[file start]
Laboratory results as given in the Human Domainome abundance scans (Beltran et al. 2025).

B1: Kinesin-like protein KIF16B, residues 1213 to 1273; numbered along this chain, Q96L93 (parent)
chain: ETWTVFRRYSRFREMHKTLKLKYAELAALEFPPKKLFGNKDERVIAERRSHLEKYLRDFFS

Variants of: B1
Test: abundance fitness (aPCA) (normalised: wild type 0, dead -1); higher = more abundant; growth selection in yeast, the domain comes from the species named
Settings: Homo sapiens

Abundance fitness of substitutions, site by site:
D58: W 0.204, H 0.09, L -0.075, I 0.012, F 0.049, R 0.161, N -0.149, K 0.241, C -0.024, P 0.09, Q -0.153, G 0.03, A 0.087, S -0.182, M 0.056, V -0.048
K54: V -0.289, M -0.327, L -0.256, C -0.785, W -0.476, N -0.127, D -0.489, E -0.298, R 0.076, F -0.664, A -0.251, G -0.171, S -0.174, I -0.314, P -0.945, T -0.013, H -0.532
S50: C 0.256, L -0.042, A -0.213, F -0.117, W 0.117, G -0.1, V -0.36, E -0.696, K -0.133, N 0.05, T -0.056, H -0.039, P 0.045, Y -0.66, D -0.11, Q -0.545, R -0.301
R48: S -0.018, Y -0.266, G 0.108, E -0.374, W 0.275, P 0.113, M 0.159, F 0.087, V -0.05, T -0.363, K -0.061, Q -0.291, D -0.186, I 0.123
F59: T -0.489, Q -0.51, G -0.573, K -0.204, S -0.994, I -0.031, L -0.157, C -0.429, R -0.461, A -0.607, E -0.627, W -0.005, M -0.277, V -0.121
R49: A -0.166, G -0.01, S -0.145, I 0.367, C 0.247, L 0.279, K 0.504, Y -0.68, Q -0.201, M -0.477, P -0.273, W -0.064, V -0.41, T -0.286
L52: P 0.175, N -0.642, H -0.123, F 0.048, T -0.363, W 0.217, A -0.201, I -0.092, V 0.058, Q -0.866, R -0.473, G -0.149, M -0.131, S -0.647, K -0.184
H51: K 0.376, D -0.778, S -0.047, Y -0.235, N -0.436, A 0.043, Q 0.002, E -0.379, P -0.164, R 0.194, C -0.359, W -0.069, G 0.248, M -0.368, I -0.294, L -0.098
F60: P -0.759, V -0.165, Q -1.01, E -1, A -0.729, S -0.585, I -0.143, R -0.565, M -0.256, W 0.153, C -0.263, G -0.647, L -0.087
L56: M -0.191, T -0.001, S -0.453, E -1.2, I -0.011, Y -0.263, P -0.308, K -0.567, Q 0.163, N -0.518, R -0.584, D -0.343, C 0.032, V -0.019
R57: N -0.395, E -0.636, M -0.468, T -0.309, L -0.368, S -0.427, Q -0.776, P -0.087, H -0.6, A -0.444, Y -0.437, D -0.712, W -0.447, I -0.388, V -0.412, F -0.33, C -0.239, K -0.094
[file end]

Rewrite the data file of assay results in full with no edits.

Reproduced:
Laboratory results as given in the Human Domainome abundance scans (Beltran et al. 2025).

B1: Kinesin-like protein KIF16B, residues 1213 to 1273; numbered along this chain, Q96L93 (parent)
chain: ETWTVFRRYSRFREMHKTLKLKYAELAALEFPPKKLFGNKDERVIAERRSHLEKYLRDFFS

Variants of: B1
Test: abundance fitness (aPCA) (normalised: wild type 0, dead -1); higher = more abundant; growth selection in yeast, the domain comes from the species named
Settings: Homo sapiens

Abundance fitness of substitutions, site by site:
D58: W 0.204, H 0.09, L -0.075, I 0.012, F 0.049, R 0.161, N -0.149, K 0.241, C -0.024, P 0.09, Q -0.153, G 0.03, A 0.087, S -0.182, M 0.056, V -0.048
K54: V -0.289, M -0.327, L -0.256, C -0.785, W -0.476, N -0.127, D -0.489, E -0.298, R 0.076, F -0.664, A -0.251, G -0.171, S -0.174, I -0.314, P -0.945, T -0.013, H -0.532
S50: C 0.256, L -0.042, A -0.213, F -0.117, W 0.117, G -0.1, V -0.36, E -0.696, K -0.133, N 0.05, T -0.056, H -0.039, P 0.045, Y -0.66, D -0.11, Q -0.545, R -0.301
R48: S -0.018, Y -0.266, G 0.108, E -0.374, W 0.275, P 0.113, M 0.159, F 0.087, V -0.05, T -0.363, K -0.061, Q -0.291, D -0.186, I 0.123
F59: T -0.489, Q -0.51, G -0.573, K -0.204, S -0.994, I -0.031, L -0.157, C -0.429, R -0.461, A -0.607, E -0.627, W -0.005, M -0.277, V -0.121
R49: A -0.166, G -0.01, S -0.145, I 0.367, C 0.247, L 0.279, K 0.504, Y -0.68, Q -0.201, M -0.477, P -0.273, W -0.064, V -0.41, T -0.286
L52: P 0.175, N -0.642, H -0.123, F 0.048, T -0.363, W 0.217, A -0.201, I -0.092, V 0.058, Q -0.866, R -0.473, G -0.149, M -0.131, S -0.647, K -0.184
H51: K 0.376, D -0.778, S -0.047, Y -0.235, N -0.436, A 0.043, Q 0.002, E -0.379, P -0.164, R 0.194, C -0.359, W -0.069, G 0.248, M -0.368, I -0.294, L -0.098
F60: P -0.759, V -0.165, Q -1.01, E -1, A -0.729, S -0.585, I -0.143, R -0.565, M -0.256, W 0.153, C -0.263, G -0.647, L -0.087
L56: M -0.191, T -0.001, S -0.453, E -1.2, I -0.011, Y -0.263, P -0.308, K -0.567, Q 0.163, N -0.518, R -0.584, D -0.343, C 0.032, V -0.019
R57: N -0.395, E -0.636, M -0.468, T -0.309, L -0.368, S -0.427, Q -0.776, P -0.087, H -0.6, A -0.444, Y -0.437, D -0.712, W -0.447, I -0.388, V -0.412, F -0.33, C -0.239, K -0.094